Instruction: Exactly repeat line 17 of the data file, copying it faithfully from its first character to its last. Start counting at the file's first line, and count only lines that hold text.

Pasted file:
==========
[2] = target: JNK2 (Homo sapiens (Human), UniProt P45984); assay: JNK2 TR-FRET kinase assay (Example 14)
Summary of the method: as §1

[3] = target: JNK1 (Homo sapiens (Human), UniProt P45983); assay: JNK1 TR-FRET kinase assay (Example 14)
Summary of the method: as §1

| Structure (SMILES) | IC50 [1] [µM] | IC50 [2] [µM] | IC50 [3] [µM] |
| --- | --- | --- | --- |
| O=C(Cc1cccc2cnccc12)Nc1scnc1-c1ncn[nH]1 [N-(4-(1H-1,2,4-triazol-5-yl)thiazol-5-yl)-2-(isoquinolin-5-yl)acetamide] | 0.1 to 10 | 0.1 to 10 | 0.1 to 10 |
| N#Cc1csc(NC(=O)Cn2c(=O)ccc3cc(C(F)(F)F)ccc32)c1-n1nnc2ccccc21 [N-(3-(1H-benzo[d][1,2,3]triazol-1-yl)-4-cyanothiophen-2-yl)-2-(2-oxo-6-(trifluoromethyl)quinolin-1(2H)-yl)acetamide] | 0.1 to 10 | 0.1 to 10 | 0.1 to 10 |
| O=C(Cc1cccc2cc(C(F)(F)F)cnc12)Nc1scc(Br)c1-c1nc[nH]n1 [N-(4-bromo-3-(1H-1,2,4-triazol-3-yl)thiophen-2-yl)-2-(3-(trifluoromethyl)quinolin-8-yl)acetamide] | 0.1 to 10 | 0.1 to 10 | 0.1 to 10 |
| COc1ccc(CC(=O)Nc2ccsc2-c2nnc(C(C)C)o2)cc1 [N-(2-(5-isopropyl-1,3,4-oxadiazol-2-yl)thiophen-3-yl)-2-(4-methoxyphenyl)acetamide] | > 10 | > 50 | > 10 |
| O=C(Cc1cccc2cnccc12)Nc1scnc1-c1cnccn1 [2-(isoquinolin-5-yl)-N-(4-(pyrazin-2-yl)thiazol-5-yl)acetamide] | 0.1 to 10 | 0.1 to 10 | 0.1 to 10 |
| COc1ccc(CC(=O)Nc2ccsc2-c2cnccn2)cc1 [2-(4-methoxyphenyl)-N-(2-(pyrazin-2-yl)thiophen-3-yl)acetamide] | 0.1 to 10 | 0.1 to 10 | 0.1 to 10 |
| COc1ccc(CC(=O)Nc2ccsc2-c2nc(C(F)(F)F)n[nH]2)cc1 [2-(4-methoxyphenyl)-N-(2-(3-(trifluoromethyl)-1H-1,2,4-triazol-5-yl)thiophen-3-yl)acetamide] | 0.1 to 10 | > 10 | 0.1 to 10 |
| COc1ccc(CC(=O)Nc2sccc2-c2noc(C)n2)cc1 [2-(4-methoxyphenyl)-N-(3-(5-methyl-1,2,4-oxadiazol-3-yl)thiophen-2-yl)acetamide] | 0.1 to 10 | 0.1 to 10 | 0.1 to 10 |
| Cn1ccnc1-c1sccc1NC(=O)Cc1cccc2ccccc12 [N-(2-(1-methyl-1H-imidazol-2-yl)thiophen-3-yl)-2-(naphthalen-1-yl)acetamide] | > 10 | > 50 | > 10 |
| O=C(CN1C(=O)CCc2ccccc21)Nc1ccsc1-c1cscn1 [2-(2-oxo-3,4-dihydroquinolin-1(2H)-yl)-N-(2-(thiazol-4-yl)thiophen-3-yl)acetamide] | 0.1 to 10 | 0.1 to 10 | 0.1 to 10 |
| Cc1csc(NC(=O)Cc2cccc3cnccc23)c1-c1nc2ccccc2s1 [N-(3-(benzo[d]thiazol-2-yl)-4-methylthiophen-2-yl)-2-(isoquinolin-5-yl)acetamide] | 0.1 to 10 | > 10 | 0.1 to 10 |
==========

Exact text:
| Cc1csc(NC(=O)Cc2cccc3cnccc23)c1-c1nc2ccccc2s1 [N-(3-(benzo[d]thiazol-2-yl)-4-methylthiophen-2-yl)-2-(isoquinolin-5-yl)acetamide] | 0.1 to 10 | > 10 | 0.1 to 10 |